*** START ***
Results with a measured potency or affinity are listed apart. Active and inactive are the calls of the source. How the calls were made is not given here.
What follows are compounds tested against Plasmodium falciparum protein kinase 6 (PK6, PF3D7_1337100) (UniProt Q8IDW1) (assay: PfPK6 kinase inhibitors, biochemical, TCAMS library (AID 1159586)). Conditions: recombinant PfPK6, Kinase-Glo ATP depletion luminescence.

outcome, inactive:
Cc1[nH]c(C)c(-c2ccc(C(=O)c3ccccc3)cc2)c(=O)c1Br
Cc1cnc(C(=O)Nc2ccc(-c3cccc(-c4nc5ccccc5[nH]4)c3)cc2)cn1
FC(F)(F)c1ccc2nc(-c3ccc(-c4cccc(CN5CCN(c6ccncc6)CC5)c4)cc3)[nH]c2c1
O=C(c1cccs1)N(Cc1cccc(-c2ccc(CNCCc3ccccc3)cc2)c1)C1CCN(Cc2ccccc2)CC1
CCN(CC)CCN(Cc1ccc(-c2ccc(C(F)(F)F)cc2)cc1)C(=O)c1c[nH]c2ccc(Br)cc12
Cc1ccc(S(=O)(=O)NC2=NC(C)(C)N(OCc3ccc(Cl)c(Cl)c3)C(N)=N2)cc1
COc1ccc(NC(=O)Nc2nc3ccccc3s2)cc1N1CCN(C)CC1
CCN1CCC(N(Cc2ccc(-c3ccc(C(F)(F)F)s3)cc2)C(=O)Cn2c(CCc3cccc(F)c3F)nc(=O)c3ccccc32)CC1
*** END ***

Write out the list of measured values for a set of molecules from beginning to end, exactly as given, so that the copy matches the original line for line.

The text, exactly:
Results with a measured potency or affinity are listed apart. Active and inactive are the calls of the source. How the calls were made is not given here.
What follows are compounds tested against Plasmodium falciparum protein kinase 6 (PK6, PF3D7_1337100) (UniProt Q8IDW1) (assay: PfPK6 kinase inhibitors, biochemical, TCAMS library (AID 1159586)). Conditions: recombinant PfPK6, Kinase-Glo ATP depletion luminescence.

outcome, inactive:
Cc1[nH]c(C)c(-c2ccc(C(=O)c3ccccc3)cc2)c(=O)c1Br
Cc1cnc(C(=O)Nc2ccc(-c3cccc(-c4nc5ccccc5[nH]4)c3)cc2)cn1
FC(F)(F)c1ccc2nc(-c3ccc(-c4cccc(CN5CCN(c6ccncc6)CC5)c4)cc3)[nH]c2c1
O=C(c1cccs1)N(Cc1cccc(-c2ccc(CNCCc3ccccc3)cc2)c1)C1CCN(Cc2ccccc2)CC1
CCN(CC)CCN(Cc1ccc(-c2ccc(C(F)(F)F)cc2)cc1)C(=O)c1c[nH]c2ccc(Br)cc12
Cc1ccc(S(=O)(=O)NC2=NC(C)(C)N(OCc3ccc(Cl)c(Cl)c3)C(N)=N2)cc1
COc1ccc(NC(=O)Nc2nc3ccccc3s2)cc1N1CCN(C)CC1
CCN1CCC(N(Cc2ccc(-c3ccc(C(F)(F)F)s3)cc2)C(=O)Cn2c(CCc3cccc(F)c3F)nc(=O)c3ccccc32)CC1